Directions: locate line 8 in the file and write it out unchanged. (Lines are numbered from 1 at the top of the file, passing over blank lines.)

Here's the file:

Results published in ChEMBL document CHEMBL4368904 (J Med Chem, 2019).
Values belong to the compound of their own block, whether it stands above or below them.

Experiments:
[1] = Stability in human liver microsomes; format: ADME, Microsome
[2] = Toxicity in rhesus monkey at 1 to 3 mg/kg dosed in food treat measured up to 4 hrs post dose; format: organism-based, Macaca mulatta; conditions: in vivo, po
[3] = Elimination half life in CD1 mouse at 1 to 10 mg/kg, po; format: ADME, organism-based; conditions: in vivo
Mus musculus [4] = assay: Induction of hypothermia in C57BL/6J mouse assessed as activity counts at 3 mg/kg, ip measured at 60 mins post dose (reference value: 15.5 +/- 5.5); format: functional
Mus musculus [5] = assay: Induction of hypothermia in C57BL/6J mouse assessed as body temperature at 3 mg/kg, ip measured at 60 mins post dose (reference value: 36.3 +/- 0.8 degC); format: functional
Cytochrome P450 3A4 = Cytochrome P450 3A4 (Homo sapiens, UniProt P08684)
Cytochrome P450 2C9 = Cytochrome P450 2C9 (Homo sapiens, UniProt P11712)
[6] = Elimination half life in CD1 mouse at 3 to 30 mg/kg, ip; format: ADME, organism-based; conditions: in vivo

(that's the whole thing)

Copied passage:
Mus musculus [5] = assay: Induction of hypothermia in C57BL/6J mouse assessed as body temperature at 3 mg/kg, ip measured at 60 mins post dose (reference value: 36.3 +/- 0.8 degC); format: functional